The manner in which the antenna is supported or attached to a structure can vary according to the particular application. The antenna should be mounted such that no metal be placed near the regions of point A, point B, point C, or point D in FIG. 1. The support structure is generally found to work well when the blade is secured anywhere along the position between points E and F to minimize interference. Also, the Mono-Blade Antenna can easily be employed in a phase array configuration, (see FIG. 5). Practically speaking, the Mono-Blade Antenna is superior to its dual antenna. Most important of all, the coaxial transmission line is the ideal feed structure for the Mono-Blade Antenna due to its geometry. A balanced transmission line feed would be required for the dual antenna, however, extremely broadbend baluns do not exist. Also, the Mono-Blade Antenna geometry is ideal for mounting on an aircraft body, (the aircraft body is the ground plane).

For a typical example, the Mono-Blade Antenna with the dimensions:

Blade Length: 22 inches

Mouth Opening: 7 inches

Blade Thickness: 0.1 inches

has the measured performance parameters of:

Frequency: 8 GHz

Gain: 15.9 db

Vertical Beamwidth: 19 degrees

Horizontal Beamwidth: 50 degrees

VSWR: 1.2 to 1

While the invention has been described in its presently preferred embodiment it is understood that the words which have been used are words of description rather than words of limitation and that changes within the purview of the appended claims may be made without departing from the scope and spirit of the invention in its broader aspects.


1. An antenna comprising:

a metal ground plane;
a Mono-Blade Antenna element fixed above said ground plane, said Mono-Blade Antenna having: a throat which serves as a feed point, a mid-section, which is the Mono-Blade Antenna section's widest point, and a tapered tip which has an arc of a constant radius; and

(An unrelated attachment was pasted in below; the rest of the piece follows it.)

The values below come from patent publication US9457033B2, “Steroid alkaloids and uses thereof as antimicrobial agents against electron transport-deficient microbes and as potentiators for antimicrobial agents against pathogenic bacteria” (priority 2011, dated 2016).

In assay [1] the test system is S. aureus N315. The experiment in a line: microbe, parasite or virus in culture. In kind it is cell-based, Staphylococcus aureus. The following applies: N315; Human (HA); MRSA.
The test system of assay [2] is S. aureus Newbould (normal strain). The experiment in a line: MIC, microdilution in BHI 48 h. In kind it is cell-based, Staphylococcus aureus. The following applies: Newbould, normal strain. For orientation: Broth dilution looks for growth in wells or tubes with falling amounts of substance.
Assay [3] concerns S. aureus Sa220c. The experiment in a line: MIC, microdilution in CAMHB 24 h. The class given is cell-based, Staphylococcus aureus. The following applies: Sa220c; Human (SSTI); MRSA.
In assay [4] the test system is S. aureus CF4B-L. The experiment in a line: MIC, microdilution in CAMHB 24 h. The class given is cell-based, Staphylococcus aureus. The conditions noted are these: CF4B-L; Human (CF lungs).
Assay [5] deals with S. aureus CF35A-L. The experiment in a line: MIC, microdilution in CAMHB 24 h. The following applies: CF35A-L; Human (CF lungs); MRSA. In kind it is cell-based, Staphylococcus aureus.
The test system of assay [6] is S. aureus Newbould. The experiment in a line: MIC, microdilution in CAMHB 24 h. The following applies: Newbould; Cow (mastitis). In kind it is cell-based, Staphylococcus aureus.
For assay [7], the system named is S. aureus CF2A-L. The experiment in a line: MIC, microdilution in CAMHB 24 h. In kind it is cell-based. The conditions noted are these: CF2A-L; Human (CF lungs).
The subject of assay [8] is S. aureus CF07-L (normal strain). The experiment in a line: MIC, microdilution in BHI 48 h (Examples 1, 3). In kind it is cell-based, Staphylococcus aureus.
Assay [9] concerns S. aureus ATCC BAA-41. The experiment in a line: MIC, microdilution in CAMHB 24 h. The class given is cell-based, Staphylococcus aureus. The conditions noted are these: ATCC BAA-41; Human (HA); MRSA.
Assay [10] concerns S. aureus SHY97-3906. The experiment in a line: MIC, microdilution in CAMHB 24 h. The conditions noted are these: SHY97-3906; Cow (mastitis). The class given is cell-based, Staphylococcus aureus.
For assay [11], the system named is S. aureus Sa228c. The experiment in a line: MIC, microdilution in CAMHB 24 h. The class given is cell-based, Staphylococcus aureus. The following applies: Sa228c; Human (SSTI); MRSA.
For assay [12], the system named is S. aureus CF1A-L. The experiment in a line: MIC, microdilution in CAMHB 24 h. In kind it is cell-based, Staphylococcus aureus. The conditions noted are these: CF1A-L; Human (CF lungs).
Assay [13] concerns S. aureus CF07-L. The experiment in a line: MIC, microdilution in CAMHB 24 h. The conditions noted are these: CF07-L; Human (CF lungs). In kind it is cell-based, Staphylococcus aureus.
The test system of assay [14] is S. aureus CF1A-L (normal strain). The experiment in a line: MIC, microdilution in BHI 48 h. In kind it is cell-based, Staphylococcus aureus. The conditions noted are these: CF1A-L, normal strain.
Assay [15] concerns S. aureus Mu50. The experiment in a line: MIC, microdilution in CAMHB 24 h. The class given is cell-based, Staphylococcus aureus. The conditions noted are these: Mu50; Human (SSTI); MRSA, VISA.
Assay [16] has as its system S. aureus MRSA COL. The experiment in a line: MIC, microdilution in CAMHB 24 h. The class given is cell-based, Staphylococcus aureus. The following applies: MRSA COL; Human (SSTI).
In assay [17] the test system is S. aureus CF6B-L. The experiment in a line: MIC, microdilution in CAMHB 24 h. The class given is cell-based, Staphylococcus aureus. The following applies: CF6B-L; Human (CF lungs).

a coaxial transmission line feed which has a central conductor connected to the throat of the antenna element and an outer conductor connected to the metal ground plane.

2. An antenna, as defined in claim 1, wherein the throat of the Mono-Blade Antenna element has a height which is at least ten times the Mono-Blade Antenna element's thickness at the feed point.

3. An antenna, as defined in claim 2, wherein said Mono-Blade Antenna element has a height of about twenty-two inches.

4. An antenna, as defined in claim 3, wherein said Mono-Blade Antenna element's thickness is about 0.1 inches.

Referenced Cited
U.S. Patent Documents
3015101 December 1961 Turner et al.
3509465 April 1970 Andre et al.
3618104 November 1971 Behr
3680127 July 1972 Richard
4370660 January 25, 1983 Fahmy
Foreign Patent Documents
964458 July 1964 GB
Patent History
Patent number: H2016
Type: Grant
Filed: Mar 5, 1986
Date of Patent: Apr 2, 2002
Assignee: The United States of America as represented by the Secretary of the Air Force (Washington, DC)
Inventors: Michael C. Wicks (Utica, NY), Paul Van Etten (Clinton, NY)
Primary Examiner: Daniel T. Pihulic
Attorney, Agent or Law Firms: Donald J. Singer, William G. Auton
Application Number: 06/841,376
Current U.S. Class: With Aircraft (343/705); Active Antenna Component Of Particular Shape (343/908)
International Classification: H01Q/128; H01Q/136;